Land records may not be on the top of your list of sources to search, buy they are among the most important sources for U.S. genealogy research. A large percentage of American ancestors owned land and even the earliest land records are of good quality. The most useful land documents for research purposes are deeds, which record the transfer of title from one party to another. A Grantor is the party selling the land and the Grantee is the one acquiring it. Deeds include relationship information, but also include valuable information such as place of residence and a land description.
Deeds often include conclusive genealogical information, the earliest deeds giving the most genealogical data. Names of wives are typically mentioned, but some other relationships are given, depending on local customs of the time. Deeds can document a transfer of land from father to son, usually without a fee or for a small one. I have found in my research that some men didn't bother with making a will and simply transferred the land in such manner to his offspring.
Migration problems can be solved through land records. For example, if an ancestor bought land in Ohio before moving from his New York home, the Ohio deed would mention his place of residence as Hometown, New York. The reverse is also possible. If an ancestor moved before selling his land, the deeds would record his residency as his new address. You can quickly see that land records can assist in tracking your ancestors, as some moved many times.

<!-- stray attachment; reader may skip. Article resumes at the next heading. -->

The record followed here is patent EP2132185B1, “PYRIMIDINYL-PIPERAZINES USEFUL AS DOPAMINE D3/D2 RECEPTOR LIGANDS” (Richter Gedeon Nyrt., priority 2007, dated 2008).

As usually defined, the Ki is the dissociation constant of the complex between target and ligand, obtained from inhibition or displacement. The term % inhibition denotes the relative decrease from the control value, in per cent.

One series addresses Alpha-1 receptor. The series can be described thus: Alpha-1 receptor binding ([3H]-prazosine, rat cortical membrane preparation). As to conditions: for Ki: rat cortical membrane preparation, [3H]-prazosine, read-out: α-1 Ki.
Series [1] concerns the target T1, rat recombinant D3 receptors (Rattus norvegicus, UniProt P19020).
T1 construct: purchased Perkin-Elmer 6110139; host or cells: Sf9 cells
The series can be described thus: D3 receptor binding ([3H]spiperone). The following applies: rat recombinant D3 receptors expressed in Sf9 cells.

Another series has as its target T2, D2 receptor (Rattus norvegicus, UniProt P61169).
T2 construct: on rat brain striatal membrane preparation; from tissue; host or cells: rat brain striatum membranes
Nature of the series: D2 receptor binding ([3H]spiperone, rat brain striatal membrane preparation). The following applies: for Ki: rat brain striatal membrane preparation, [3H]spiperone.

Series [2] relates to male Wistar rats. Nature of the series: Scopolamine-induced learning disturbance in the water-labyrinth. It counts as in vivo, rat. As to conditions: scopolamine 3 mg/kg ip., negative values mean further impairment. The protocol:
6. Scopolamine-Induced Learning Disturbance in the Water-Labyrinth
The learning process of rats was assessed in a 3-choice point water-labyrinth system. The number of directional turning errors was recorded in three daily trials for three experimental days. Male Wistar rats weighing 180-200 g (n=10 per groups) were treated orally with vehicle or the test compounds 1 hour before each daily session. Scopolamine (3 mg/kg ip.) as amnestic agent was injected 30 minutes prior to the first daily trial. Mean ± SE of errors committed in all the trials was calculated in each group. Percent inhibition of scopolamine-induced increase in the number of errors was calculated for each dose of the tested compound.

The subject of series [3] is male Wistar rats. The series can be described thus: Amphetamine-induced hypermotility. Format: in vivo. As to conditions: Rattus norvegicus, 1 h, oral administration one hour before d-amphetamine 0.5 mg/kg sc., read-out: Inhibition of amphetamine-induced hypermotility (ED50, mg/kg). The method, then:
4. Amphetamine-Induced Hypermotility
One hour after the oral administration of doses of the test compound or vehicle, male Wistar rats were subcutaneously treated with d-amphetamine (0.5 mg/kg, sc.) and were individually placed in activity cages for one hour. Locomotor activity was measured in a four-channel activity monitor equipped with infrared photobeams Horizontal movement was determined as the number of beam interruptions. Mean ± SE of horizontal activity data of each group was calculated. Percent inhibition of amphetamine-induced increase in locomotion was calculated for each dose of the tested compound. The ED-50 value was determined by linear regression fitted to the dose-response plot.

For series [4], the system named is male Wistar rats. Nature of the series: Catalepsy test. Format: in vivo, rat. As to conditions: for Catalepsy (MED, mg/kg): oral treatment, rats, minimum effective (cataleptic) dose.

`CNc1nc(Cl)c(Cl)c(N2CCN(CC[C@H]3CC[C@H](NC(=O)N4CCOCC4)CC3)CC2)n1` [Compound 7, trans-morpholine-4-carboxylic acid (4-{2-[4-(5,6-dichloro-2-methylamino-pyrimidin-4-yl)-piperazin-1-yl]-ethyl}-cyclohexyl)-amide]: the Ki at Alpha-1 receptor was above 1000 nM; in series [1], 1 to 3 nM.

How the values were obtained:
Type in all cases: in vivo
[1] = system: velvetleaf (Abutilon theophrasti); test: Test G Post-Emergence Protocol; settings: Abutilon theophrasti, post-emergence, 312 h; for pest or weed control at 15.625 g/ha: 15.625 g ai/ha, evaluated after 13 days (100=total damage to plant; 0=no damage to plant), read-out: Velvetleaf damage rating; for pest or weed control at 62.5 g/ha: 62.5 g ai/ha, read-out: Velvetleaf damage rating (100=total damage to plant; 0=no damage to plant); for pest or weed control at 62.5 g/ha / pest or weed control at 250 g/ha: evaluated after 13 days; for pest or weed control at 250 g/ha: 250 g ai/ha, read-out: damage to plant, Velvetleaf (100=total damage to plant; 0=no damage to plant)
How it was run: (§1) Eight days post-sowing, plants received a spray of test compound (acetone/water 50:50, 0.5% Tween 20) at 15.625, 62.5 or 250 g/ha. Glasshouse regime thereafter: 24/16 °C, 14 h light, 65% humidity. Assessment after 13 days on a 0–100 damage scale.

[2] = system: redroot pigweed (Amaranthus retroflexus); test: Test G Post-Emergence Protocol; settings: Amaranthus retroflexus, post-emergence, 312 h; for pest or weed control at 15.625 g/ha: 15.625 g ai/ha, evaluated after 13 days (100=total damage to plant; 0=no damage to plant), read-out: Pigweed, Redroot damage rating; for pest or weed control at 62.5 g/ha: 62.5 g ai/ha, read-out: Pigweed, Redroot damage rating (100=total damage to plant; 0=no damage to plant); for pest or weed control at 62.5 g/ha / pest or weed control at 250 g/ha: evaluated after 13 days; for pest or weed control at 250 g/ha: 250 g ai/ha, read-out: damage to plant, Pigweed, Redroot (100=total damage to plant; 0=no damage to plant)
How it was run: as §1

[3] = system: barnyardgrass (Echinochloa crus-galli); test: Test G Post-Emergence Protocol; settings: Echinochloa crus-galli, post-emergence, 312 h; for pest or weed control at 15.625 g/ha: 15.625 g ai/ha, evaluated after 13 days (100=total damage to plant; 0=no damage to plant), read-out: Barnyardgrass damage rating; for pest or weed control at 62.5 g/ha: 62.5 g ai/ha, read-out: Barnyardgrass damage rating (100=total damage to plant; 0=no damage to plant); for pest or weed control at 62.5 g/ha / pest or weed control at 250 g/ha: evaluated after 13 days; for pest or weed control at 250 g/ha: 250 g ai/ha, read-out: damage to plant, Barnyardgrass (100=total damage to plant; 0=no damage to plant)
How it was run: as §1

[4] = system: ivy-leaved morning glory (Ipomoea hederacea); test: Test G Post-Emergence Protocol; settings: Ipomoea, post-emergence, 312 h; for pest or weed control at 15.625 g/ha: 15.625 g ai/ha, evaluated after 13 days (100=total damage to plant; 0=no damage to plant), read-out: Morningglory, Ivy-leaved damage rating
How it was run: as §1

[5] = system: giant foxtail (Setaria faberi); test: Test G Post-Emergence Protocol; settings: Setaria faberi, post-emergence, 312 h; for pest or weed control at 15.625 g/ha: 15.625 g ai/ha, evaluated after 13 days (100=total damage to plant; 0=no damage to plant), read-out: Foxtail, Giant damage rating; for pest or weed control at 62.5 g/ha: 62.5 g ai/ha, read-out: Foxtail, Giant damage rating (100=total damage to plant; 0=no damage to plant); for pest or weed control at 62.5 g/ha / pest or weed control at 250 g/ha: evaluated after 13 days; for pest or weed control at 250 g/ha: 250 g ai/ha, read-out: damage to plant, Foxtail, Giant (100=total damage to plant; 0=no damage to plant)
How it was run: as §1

Land descriptions may also help you make connections. It is possible to trace a piece of land back through time. You might find that the land was given to your ancestor by his father, who bought it from a cousin, or whatever.
Land deeds are typically created at the county level and are indexed by both grantor (seller) and grantee (buyer). The Family History Library has a wealth of records, if you have access to that library. If not, contact the county offices of the place you are searching. You may want to reference The Handybook for Genealogists for information on the counties, the records they have, and their contact information. If legal terminology becomes a barrier, you can use references such as Black's Law Dictionary or A to Zax by Barbara Jean Evans for definitions.
Source Information: GenWeekly, New Providence, NJ, USA: Genealogy Today LLC, 2003.
The views and opinions expressed in this article are those of the author and do not necessarily reflect the views of Genealogy Today LLC.
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